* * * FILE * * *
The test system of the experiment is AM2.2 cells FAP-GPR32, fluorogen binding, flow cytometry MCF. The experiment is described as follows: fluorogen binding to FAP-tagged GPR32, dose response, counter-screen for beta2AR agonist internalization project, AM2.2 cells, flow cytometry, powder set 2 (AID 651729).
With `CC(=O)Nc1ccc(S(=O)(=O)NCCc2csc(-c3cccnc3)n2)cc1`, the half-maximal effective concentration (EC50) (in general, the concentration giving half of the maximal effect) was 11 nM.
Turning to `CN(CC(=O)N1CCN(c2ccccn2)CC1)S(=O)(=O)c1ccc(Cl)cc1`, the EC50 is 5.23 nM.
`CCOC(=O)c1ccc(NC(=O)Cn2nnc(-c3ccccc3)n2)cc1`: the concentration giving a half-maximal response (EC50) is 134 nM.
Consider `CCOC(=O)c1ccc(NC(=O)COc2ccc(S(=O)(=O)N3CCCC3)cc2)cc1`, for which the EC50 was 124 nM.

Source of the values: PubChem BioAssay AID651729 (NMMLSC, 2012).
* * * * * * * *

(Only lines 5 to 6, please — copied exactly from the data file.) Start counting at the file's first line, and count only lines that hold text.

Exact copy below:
Consider `CCOC(=O)c1ccc(NC(=O)COc2ccc(S(=O)(=O)N3CCCC3)cc2)cc1`, for which the EC50 was 124 nM.

Source of the values: PubChem BioAssay AID651729 (NMMLSC, 2012).